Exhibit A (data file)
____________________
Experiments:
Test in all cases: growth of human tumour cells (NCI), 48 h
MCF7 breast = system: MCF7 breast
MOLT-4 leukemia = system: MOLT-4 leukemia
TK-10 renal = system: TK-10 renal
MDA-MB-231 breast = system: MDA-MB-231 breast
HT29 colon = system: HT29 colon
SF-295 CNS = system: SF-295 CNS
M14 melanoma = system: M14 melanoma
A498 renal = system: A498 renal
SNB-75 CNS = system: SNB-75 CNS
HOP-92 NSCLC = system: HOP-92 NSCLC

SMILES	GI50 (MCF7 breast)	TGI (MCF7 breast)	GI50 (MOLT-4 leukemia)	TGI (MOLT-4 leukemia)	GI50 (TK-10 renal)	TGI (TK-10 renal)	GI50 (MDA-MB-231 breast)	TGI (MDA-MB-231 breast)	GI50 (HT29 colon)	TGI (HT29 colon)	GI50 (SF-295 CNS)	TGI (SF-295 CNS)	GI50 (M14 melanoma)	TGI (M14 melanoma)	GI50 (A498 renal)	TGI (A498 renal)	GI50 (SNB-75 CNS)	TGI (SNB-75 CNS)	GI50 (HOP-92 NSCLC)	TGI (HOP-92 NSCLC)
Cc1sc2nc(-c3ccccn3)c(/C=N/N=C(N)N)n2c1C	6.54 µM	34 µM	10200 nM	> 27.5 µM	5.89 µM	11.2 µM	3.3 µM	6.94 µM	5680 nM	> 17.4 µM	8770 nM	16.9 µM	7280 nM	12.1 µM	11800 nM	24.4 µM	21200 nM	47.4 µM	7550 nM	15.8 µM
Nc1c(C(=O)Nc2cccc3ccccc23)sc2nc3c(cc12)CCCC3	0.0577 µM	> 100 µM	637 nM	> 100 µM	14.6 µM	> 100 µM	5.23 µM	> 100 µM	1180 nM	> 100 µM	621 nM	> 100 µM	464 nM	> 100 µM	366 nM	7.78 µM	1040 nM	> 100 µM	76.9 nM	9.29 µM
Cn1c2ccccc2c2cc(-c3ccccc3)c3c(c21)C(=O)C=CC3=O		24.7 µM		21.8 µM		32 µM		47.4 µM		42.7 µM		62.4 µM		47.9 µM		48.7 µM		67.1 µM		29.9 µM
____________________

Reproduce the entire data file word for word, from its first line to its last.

Experiments:
Test in all cases: growth of human tumour cells (NCI), 48 h
MCF7 breast = system: MCF7 breast
MOLT-4 leukemia = system: MOLT-4 leukemia
TK-10 renal = system: TK-10 renal
MDA-MB-231 breast = system: MDA-MB-231 breast
HT29 colon = system: HT29 colon
SF-295 CNS = system: SF-295 CNS
M14 melanoma = system: M14 melanoma
A498 renal = system: A498 renal
SNB-75 CNS = system: SNB-75 CNS
HOP-92 NSCLC = system: HOP-92 NSCLC

SMILES	GI50 (MCF7 breast)	TGI (MCF7 breast)	GI50 (MOLT-4 leukemia)	TGI (MOLT-4 leukemia)	GI50 (TK-10 renal)	TGI (TK-10 renal)	GI50 (MDA-MB-231 breast)	TGI (MDA-MB-231 breast)	GI50 (HT29 colon)	TGI (HT29 colon)	GI50 (SF-295 CNS)	TGI (SF-295 CNS)	GI50 (M14 melanoma)	TGI (M14 melanoma)	GI50 (A498 renal)	TGI (A498 renal)	GI50 (SNB-75 CNS)	TGI (SNB-75 CNS)	GI50 (HOP-92 NSCLC)	TGI (HOP-92 NSCLC)
Cc1sc2nc(-c3ccccn3)c(/C=N/N=C(N)N)n2c1C	6.54 µM	34 µM	10200 nM	> 27.5 µM	5.89 µM	11.2 µM	3.3 µM	6.94 µM	5680 nM	> 17.4 µM	8770 nM	16.9 µM	7280 nM	12.1 µM	11800 nM	24.4 µM	21200 nM	47.4 µM	7550 nM	15.8 µM
Nc1c(C(=O)Nc2cccc3ccccc23)sc2nc3c(cc12)CCCC3	0.0577 µM	> 100 µM	637 nM	> 100 µM	14.6 µM	> 100 µM	5.23 µM	> 100 µM	1180 nM	> 100 µM	621 nM	> 100 µM	464 nM	> 100 µM	366 nM	7.78 µM	1040 nM	> 100 µM	76.9 nM	9.29 µM
Cn1c2ccccc2c2cc(-c3ccccc3)c3c(c21)C(=O)C=CC3=O		24.7 µM		21.8 µM		32 µM		47.4 µM		42.7 µM		62.4 µM		47.9 µM		48.7 µM		67.1 µM		29.9 µM